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October 31, 2012 | By W.J. Hennigan
LAS VEGAS -- Jonathan Ward, founder of ICON autos in Chatsworth, likes to take iconic utility vehicles and give it a new spin. The Toyota Land Cruiser . The Willys CJ3B . The Ford Bronco . On the latest project, the crew at ICON took on the 1965 Dodge crew cab. ICON unveiled a special one-off Power Wagon D200 Reformer at the Optima booth at the Specialty Equipment Market Assn. trade show in Las Vegas. Photos: Highlights from the 2012 SEMA Show Painted in glossy white with black accent, the truck has a new chassis and mechanical systems taken from a modern-day Dodge Ram 3500 series pickup.
January 12, 1988
Three cheers for the Los Angeles City Council in its efforts to clear gridlock by enacting an ordinance to deal with the blocking of intersections by autos trapped by clogged streets. It sounds wonderful, but how long will diligent enforcement last? While we are at it, how about enforcement in the area of illegal parking in bus stop zones and in other red curb areas downtown? Two bus stops for immediate action are (1) Temple Street eastbound in front of the County Hall of Administration and (2)
November 16, 1986
John F. Lawrence's Nov. 2 column must have been made in Japan and shipped to the United States along with the products he describes. It's chilling to think that we are trading our most precious commodity, U.S. real estate, for autos and videocassette recorders. This system of avoiding inflation seems to me a more subtle and insidious Pearl Harbor than we had in 1941. NORMAN W. PERLUSS La Quinta
July 2, 1992
Why can the state senators and assemblymen drive around in Cadillacs with free gas credit cards while the state is going downhill? How much would the state save if they gave up their cars? Let them furnish their own autos and insurance and gasoline. They do not need a personal state-financed auto; they should stay in Sacramento and do something constructive for the welfare of the people. DAVID C. ARMIJO San Gabriel
October 19, 1986 | Robert Hanley
The slick brochure proclaimed that the Zoes were coming. The 1985 models of the "ultra low-cost" three-wheeled English cars, the flyer said, were "now invading the American marketplace." But the only real invasion was that of more than 99 million shares of penny stock issued by Zoe Products Inc., of Irvine. Now that stock appears to be worthless, and investors--like investors in the many other public companies that fade from sight each year--are stuck. But all is not lost.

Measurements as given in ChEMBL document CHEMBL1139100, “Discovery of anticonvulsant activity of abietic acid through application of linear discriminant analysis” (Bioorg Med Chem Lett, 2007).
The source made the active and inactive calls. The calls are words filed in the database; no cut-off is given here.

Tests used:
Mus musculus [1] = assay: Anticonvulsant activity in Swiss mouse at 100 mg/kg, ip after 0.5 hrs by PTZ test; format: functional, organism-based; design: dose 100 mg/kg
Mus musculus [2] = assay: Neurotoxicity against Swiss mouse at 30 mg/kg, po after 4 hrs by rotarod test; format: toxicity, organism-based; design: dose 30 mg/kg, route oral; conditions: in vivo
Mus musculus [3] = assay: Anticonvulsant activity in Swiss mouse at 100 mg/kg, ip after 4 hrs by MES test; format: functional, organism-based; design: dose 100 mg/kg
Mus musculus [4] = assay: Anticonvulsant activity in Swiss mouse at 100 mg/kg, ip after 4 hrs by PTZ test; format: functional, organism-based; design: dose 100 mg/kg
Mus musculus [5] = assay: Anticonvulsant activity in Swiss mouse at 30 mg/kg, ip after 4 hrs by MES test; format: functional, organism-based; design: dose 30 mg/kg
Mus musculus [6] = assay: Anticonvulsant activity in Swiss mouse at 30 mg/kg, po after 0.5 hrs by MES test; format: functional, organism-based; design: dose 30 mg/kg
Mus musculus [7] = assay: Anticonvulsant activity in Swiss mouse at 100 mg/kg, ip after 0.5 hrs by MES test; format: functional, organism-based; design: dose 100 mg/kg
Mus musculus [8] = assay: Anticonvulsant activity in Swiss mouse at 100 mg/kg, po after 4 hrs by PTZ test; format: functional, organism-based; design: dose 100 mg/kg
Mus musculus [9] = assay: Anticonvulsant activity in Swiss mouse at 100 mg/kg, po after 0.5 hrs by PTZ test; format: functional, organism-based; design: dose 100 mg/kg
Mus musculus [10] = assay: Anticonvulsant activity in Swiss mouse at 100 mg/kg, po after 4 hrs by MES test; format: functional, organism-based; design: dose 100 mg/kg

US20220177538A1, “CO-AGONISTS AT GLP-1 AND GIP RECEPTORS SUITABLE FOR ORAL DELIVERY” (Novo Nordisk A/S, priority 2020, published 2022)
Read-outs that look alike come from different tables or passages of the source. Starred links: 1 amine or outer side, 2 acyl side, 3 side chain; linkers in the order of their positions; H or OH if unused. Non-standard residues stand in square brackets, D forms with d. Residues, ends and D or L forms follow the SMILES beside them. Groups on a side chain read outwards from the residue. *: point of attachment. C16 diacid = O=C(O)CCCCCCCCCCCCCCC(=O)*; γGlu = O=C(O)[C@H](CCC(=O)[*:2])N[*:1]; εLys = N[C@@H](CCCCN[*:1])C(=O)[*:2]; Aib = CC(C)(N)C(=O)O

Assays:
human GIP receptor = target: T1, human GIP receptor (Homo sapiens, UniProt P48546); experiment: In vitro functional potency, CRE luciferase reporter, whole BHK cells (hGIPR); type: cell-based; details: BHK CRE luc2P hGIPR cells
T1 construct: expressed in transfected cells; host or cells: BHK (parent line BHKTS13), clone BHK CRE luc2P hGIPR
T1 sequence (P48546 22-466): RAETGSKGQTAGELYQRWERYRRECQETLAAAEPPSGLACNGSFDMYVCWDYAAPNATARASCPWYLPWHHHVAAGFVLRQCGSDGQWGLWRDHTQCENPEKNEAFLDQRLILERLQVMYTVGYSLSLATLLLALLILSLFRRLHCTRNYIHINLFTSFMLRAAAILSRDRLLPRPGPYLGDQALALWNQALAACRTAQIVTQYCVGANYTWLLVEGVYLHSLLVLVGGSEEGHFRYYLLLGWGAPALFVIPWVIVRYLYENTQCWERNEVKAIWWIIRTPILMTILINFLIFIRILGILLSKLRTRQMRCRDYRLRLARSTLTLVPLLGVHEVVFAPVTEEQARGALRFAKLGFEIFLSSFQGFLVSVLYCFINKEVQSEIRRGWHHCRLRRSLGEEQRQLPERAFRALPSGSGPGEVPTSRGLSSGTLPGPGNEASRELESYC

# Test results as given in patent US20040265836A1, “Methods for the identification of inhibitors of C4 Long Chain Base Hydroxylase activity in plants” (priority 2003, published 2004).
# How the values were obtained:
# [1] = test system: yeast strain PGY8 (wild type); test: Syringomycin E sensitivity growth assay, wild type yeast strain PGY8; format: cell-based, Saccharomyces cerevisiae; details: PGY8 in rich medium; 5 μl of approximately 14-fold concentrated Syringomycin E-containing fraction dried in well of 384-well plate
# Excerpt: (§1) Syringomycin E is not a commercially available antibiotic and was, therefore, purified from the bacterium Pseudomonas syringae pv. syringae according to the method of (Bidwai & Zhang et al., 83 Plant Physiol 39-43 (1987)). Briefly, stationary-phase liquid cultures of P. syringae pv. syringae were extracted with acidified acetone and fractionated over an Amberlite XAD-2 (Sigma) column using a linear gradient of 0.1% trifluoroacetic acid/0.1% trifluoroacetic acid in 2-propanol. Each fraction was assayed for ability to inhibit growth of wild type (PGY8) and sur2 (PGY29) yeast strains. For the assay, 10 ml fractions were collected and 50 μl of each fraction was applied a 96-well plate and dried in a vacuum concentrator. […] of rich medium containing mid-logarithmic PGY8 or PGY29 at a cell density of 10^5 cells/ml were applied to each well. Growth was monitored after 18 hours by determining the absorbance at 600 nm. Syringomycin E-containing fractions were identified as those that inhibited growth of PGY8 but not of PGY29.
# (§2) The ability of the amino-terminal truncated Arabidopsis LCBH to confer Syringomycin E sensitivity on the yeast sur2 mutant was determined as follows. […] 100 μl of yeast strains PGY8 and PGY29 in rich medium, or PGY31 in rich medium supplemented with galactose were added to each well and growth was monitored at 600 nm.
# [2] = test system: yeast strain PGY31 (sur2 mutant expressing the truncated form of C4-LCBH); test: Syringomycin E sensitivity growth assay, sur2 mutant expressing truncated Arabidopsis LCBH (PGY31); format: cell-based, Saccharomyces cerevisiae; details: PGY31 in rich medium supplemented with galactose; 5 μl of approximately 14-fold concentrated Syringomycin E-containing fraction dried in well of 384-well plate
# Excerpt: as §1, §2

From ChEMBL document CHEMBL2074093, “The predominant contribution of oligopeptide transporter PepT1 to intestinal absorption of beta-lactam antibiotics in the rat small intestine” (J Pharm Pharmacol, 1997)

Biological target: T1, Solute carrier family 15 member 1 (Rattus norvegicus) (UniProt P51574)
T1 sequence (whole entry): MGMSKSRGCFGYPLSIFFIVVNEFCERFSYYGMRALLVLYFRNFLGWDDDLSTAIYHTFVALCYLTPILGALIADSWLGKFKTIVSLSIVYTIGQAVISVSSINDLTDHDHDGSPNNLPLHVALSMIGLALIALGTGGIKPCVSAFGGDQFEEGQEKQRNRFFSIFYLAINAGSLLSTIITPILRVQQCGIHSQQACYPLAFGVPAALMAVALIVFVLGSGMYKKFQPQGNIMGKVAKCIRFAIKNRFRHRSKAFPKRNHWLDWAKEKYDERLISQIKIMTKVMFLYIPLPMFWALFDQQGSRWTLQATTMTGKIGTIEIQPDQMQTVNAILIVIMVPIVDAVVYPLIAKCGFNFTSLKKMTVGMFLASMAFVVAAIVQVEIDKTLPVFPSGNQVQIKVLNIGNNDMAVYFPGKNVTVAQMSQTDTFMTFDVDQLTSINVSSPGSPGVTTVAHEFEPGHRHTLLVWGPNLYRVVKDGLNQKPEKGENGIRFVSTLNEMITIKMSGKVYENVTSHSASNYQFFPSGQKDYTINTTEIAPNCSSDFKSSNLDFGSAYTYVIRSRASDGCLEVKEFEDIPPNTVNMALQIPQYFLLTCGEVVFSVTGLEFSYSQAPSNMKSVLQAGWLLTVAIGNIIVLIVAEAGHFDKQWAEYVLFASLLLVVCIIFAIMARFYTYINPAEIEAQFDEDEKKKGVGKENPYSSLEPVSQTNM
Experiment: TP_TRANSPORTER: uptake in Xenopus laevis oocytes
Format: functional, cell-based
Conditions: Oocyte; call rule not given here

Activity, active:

April 12, 2009
Re: "Cash-for-clunkers bills aim to rev up auto sales," April 2: Legislation that would provide motorists cash vouchers to buy new, more fuel-efficient autos to "help save the automakers and the environment" would do a much better job of fulfilling the second -- and more important -- objective if the $3,000-to-$5,000 vouchers were offered for multi-decade or lifetime passes on any public transit system in the United States. Gregory Wright Sherman Oaks
January 31, 1993
After reading about the 70 or so Marine aircraft being inundated at Pendleton ("O.C. Soaked, Sliding in Storms' Wake" Jan. 19), I was reminded of an incident in 1954 at Quonset Point N.A.S. A hurricane was bearing down on Rhode Island. Off-base airmen were called to move the planes. There was little time so cars were left on the Tarmac. The planes fared well, but many of the fliers' autos didn't. Shame on the Marines for not acting more resourcefully to protect the aircraft. A.A. JOHNSON Anaheim
November 19, 2008 | TIMES WIRE REPORTS
Online spending for October grew at the slowest pace since at least 2001, an Internet research company said -- the latest evidence that Web shopping is being dragged down by the deteriorating economy. According to the ComScore Inc. report, online spending increased a meager 1% last month from the year-earlier period, marking the slowest sales pace for any month since the company began tracking the data seven years ago. The results exclude business from auctions, autos and travel.
March 27, 1998
"Two-Wheelin' Down the Highway" (March 15) presents an interesting look at bikeways, past and future, but the first sentence seems to indicate some rather biased thinking. Apparently bicycle fanatics, those of us who believe in energy-efficient, nonpolluting, healthy means of transport, are "anarchists, rosy-cheeked environmentalists, punk couriers, thrill seekers." Conversely, I suppose, those who spend inordinate amounts of their lives paying for or driving their autos, almost surgically attached to their internal combustion engines, slaves to Big Oil and Big Auto, must be fine upstanding citizens and normal, fully functional people.
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